This was was the climax to this play. All the audience knows up to this point is that Mr. Wright had been murdered and Mrs. Wright was the only person in the house when his body was found. When it came time to question her, the story she told was completely impractical. It seemed that Mrs. Wright was going to get convicted for sure, but there was no true evidence . If the women show the evidence to the men the play would end with Mrs. Wright being thrown in jail.
In fact, Patsy’s handwriting was only similar on the lowest possible scale and countless numbers of people could also fall into that category (Douglas, 449). There was no evidence of the string found tied around JonBenet’s hands and neck in the home. In addition, strange marks on JonBenet’s body resembled burns left from a stun gun and yet authorities did not find one at the scene and neither parent owned one (New York Times). Other evidence that suggested an intruder included a footprint found near JonBenet and a palm print on the door facing of the wine cellar that did not match those from the Ramsey’s or their friends
The inclusion of these police notes further the belief that Mary is an unstable sociopath, because she was able to believe her own lie that she did not murder her husband, and came across normal, despite the circumstances. As well, the reader experiences dramatic irony in this situation, because the readers knows that Mart killed her husband, while the detectives do
Lady Macbeth puts on a fierce and intimidating front but proves incapable of the egregious act of murder. Macbeth, however, actually commits murder and determines to do any vile deed to fight for the crown. He holds this disposition even until the point of death, unlike Lady Macbeth who dies repentant. Macbeth’s murderous actions and attitude prior to death ultimately demonstrate that he is the worse villain of the
While getting gas Myrtle saw that it was Tom in the car and was upset because she was locked in a room and wasn 't allowed to see anyone. The night then started to come to an
There was no sign of forced entry into the Joseph’s home, which meant that Claire’s killer would have been someone she felt comfortable letting into her home. A recent friend of the Joseph’s, Roger Payne, had earlier convictions for attacks on women. His clothing from the day of the murder, although already cleaned, still contained over 60 wool fibers matching Claire Joseph’s dress that day. Without a murder weapon, and the lack of any other clues, Payne was found guilty of Claire’s murder due to the solid forensic investigation. Case of Leanne Tiernan Murder (Hair) Victim: Leanne Tiernan Suspects: John Taylor, Wayne Keeley What Happened: Leanne Tiernan was found buried in a shallow grave 10 miles from her home.
In 1892, a young woman named Lizzie Borden was accused of murdering her father and stepmother (“Lizzie Borden on Trial” 2). This accusation was influenced by the lack of evidence at the scene of the crime. There appeared to be no murder weapon, very few witnesses, and the house did not show any signs of an intruder (“Lizzie Borden on Trial” 5). Once the scene was investigated, it was determined that the cause of death for both victims was multiple blows to the head by an axe. Two axes were found in the home, and neither had a speck of blood (“Lizzie Borden on Trial” 14).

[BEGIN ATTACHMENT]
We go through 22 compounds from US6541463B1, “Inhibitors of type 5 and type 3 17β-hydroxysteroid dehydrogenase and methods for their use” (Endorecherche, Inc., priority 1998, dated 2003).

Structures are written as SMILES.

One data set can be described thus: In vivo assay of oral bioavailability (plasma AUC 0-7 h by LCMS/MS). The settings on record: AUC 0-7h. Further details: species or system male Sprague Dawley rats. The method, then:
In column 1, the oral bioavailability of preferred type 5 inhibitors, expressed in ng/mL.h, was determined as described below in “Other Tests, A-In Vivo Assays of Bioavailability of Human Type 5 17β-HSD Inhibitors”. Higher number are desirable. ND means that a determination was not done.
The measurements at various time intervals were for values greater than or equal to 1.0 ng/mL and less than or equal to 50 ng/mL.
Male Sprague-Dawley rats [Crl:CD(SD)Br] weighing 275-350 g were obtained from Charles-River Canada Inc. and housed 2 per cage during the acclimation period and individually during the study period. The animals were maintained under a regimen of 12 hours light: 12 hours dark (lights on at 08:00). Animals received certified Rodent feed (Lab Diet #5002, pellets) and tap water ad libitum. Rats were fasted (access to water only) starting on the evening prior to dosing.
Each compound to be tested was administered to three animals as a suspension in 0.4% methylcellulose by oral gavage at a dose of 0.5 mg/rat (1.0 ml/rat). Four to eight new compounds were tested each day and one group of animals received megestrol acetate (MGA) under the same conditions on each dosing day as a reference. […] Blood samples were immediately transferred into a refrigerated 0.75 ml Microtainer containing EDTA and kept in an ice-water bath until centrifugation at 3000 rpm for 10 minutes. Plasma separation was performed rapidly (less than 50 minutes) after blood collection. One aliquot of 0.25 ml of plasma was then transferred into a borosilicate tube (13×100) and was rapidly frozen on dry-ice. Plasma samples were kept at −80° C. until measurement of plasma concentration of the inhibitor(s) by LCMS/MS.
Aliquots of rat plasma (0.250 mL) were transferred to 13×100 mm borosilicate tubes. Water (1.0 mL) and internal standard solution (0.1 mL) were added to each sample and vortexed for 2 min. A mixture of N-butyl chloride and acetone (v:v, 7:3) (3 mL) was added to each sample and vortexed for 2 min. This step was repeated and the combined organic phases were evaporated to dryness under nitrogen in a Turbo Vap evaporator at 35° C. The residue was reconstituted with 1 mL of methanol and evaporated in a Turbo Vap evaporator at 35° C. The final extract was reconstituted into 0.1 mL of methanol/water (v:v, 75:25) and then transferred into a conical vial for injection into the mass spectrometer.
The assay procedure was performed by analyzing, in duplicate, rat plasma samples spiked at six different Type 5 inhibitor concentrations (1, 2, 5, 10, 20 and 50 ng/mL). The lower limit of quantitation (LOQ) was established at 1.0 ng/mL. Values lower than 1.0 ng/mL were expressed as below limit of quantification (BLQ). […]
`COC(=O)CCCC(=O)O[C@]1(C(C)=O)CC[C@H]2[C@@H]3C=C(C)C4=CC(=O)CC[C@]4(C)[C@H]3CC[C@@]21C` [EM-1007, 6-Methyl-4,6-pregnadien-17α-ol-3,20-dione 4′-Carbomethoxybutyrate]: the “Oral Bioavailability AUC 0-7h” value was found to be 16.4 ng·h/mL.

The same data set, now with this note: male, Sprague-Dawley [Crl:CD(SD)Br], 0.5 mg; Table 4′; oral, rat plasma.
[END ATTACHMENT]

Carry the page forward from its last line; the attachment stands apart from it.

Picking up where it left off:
Both took their revenge on the men that caused their problems. Hamlet killing Laertes could easily be compared to Rosalie’s murder of Royce’s friends and accomplices. In both cases, the victim of the violent outbursts were distraught and impressionable people. Rosalie's murder of Royce's unnamed guards can easily be compared to Hamlet and Polonius. None of them were innocent, but none were involved in the original acts.
But this blow was arrested by the hand of my wife … I withdrew my arm from her grasp and buried the axe in her brain. She fell dead upon the spot, without a groan” (Poe). This is very similar in presentation to how The Tale-Tale Heart presents it, not that big of a deal that you did the act. The narrator kills his wife without a second thought because he wanted to kill the cat, but what I take from it is that he does not care about his wife enough that killing her does not mean anything to him, and that is insanity. In The Tell-Tale Heart the narrator does a very similar thing to what happens in The Black Cat, kills someone with no feelings of remorse for a very arbitrary reason.
19). They are considered as being unable to do anything, which can be especially seen when Clytemnestra confesses to the murder of Agamemnon: “Yes, I have killed him. So there the whole truth lies.” (pg. 70) Even though Clytemnestra publicly admits to committing the murder, she is disregarded as not being able to do something like that: “Some drug has snarled your brains” (pg. 70) or something “must have tangled your feelings into subhuman knots.” (pg.